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Reading Hamdan: now, that’s torture

Posted by Richard on July 1, 2006

I intended to write quite a bit about the Hamdan decision — really, I did. But getting ready for my visit to Knoxville took much longer than I planned. Plus there’s a lot to go through. The entire document (PDF here) is 185 pages, and about half of that’s the opinion of the Court — what Thomas refers to as the "plurality opinion" of Justice Stevens (only three other justices concurred with all of it; Kennedy joined in part). I’ll just make four quick points.

First, after going through a good portion of the 185 pages, I agree with Ann Coulter — making somebody read the whole thing would violate the Geneva Conventions.

Second, Stevens concluded that Congress would have to authorize a trial before a military tribunal, but strongly suggested that Hamdan could be held without trial "for the duration of active hostilities." Which led me wonder why the administration is going through all this tribunal and war crimes trials business anyway.

My guess is that they came up with this scheme to try to assuage the war critics embracing the law-enforcement paradigm and demanding that we "charge them or release them." Typical: Republicans always want to prove to their opponents that they’re not really such bad guys, fail miserably (and predictably), and shoot themselves in the foot in the process. They should have said, "Buzz off. No civilian courts, no military courts, no tribunals — we’re not charging these guys with any crimes, we’re holding them as enemy combatants until the War Against Islamofascism is over."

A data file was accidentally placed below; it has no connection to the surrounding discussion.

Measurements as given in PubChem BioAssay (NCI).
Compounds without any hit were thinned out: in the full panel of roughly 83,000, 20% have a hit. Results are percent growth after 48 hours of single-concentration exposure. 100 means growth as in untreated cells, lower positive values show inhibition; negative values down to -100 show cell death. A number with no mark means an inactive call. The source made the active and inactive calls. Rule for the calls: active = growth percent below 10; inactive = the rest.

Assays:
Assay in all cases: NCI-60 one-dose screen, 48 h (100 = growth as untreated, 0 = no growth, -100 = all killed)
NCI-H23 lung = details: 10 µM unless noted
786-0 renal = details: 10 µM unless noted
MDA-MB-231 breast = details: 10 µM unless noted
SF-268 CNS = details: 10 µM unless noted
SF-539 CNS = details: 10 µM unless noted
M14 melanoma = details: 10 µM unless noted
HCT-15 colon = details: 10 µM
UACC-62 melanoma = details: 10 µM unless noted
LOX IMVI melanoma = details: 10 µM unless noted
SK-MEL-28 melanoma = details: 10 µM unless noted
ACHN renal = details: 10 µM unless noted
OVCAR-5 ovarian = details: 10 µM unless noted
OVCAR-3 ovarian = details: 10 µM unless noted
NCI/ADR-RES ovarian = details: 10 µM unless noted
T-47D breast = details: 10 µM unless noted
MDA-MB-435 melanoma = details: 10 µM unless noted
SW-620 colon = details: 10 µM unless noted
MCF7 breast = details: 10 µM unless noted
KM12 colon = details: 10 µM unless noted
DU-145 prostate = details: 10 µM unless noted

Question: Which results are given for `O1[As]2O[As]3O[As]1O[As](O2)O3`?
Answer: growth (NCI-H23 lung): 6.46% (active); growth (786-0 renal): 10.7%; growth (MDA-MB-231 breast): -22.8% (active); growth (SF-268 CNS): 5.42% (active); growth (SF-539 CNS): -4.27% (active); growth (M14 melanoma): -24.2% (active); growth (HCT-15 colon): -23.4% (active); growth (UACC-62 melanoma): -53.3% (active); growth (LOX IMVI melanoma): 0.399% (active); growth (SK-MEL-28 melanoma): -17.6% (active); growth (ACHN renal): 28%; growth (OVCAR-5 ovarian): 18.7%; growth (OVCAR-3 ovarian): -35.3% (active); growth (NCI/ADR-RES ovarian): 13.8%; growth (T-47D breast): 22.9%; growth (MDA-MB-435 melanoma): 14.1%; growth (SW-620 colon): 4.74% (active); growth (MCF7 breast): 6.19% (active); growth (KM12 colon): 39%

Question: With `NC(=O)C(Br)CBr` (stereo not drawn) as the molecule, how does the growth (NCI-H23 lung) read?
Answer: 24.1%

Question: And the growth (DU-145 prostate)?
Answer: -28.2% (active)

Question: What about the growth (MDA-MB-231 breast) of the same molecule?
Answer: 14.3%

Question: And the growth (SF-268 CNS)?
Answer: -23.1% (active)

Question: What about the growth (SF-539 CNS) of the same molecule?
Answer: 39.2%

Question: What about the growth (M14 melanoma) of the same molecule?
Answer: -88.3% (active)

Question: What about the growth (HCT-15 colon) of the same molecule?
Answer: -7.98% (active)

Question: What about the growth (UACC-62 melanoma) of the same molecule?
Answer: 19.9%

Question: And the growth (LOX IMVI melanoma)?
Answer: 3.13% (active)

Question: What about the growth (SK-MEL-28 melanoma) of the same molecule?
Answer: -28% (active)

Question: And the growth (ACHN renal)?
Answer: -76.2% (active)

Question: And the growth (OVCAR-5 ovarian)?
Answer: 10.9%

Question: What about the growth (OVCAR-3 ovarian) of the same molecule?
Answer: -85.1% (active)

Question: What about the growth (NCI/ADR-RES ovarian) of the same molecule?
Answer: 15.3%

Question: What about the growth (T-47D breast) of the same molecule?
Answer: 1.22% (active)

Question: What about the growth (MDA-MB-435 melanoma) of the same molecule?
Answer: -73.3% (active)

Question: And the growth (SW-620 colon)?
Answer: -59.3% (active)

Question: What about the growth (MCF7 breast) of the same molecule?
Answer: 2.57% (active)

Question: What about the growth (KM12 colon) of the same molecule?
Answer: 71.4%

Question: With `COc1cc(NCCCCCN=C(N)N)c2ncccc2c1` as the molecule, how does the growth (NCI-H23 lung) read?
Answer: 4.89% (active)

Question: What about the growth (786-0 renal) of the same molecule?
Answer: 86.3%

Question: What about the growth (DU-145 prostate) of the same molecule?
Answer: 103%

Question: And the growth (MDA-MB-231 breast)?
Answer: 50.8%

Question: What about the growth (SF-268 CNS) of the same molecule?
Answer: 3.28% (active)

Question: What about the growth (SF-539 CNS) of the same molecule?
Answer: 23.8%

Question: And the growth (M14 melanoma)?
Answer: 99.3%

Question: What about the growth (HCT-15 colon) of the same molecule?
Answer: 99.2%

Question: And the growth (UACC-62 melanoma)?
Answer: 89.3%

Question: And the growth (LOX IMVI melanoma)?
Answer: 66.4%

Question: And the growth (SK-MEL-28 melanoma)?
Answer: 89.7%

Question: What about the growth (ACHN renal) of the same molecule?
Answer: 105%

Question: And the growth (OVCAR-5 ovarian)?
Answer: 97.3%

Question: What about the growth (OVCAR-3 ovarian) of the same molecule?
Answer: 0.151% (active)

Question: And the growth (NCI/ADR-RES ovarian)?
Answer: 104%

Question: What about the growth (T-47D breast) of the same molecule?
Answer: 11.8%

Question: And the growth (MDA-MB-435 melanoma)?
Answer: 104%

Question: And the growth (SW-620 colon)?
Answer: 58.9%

Third, Stevens’ arguments for disregarding the Detainee Treatment Act (which explicitly and unambiguously stripped the courts of jurisdiction over the Guantanamo detainees) are so at odds with a plain reading of the act, the Congressional record, and historical precedent that it’s breathtaking. Scalia destroyed every point of Stevens’ argument six ways from sundown. After a detailed examination of the case record involving jurisdiction stripping, Scalia pointed out how completely at odds this opinion is with all precedents:

Though the Court resists the Bruner rule, it cannot cite a single case in the history of Anglo-American law (before today) in which a jurisdiction-stripping provision was denied immediate effect in pending cases, absent an explicit statutory reservation. By contrast, the cases granting such immediate effect are legion,

Scalia went on to cite over a dozen cases to prove his point.

Finally, Justice Thomas’ dissent provided a crash course on the "common law of war" and a series of stinging rebukes that included this gem:

Those Justices who today disregard the commander-in-chief’s wartime decisions, only 10 days ago deferred to the judgment of the Corps of Engineers with regard to a matter much more within the competence of lawyers, upholding that agency’s wildly implausible conclusion that a storm drain is a tributary of the waters of the United States. See Rapanos v. United States, 547 U. S. ___(2006). It goes without saying that there is much more at stake here than storm drains.

Bravo. Excellent point.
 

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